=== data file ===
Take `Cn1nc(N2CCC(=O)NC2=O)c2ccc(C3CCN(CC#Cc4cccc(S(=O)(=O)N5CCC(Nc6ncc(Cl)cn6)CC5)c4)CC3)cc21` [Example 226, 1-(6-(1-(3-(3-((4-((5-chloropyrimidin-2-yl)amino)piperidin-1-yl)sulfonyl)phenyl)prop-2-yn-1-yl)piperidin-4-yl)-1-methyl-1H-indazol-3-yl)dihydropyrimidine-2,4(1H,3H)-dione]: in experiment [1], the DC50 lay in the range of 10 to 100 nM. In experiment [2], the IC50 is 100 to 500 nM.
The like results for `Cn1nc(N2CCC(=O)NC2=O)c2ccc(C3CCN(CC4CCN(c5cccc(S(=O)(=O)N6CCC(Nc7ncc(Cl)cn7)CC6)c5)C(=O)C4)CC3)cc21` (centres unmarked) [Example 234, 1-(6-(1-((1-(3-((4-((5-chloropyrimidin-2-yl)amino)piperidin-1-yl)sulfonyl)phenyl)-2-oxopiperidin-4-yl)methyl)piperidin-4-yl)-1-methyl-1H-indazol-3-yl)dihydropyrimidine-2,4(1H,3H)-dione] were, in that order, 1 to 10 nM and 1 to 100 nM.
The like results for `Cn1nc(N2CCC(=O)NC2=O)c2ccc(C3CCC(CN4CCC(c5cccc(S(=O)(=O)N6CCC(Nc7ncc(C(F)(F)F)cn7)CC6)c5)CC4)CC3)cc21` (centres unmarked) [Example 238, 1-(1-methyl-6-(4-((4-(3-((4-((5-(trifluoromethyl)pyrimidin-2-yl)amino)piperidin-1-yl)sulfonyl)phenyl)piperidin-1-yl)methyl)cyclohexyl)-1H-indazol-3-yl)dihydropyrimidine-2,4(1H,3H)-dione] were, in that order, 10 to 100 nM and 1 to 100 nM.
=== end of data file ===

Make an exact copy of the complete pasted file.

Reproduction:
Take `Cn1nc(N2CCC(=O)NC2=O)c2ccc(C3CCN(CC#Cc4cccc(S(=O)(=O)N5CCC(Nc6ncc(Cl)cn6)CC5)c4)CC3)cc21` [Example 226, 1-(6-(1-(3-(3-((4-((5-chloropyrimidin-2-yl)amino)piperidin-1-yl)sulfonyl)phenyl)prop-2-yn-1-yl)piperidin-4-yl)-1-methyl-1H-indazol-3-yl)dihydropyrimidine-2,4(1H,3H)-dione]: in experiment [1], the DC50 lay in the range of 10 to 100 nM. In experiment [2], the IC50 is 100 to 500 nM.
The like results for `Cn1nc(N2CCC(=O)NC2=O)c2ccc(C3CCN(CC4CCN(c5cccc(S(=O)(=O)N6CCC(Nc7ncc(Cl)cn7)CC6)c5)C(=O)C4)CC3)cc21` (centres unmarked) [Example 234, 1-(6-(1-((1-(3-((4-((5-chloropyrimidin-2-yl)amino)piperidin-1-yl)sulfonyl)phenyl)-2-oxopiperidin-4-yl)methyl)piperidin-4-yl)-1-methyl-1H-indazol-3-yl)dihydropyrimidine-2,4(1H,3H)-dione] were, in that order, 1 to 10 nM and 1 to 100 nM.
The like results for `Cn1nc(N2CCC(=O)NC2=O)c2ccc(C3CCC(CN4CCC(c5cccc(S(=O)(=O)N6CCC(Nc7ncc(C(F)(F)F)cn7)CC6)c5)CC4)CC3)cc21` (centres unmarked) [Example 238, 1-(1-methyl-6-(4-((4-(3-((4-((5-(trifluoromethyl)pyrimidin-2-yl)amino)piperidin-1-yl)sulfonyl)phenyl)piperidin-1-yl)methyl)cyclohexyl)-1H-indazol-3-yl)dihydropyrimidine-2,4(1H,3H)-dione] were, in that order, 10 to 100 nM and 1 to 100 nM.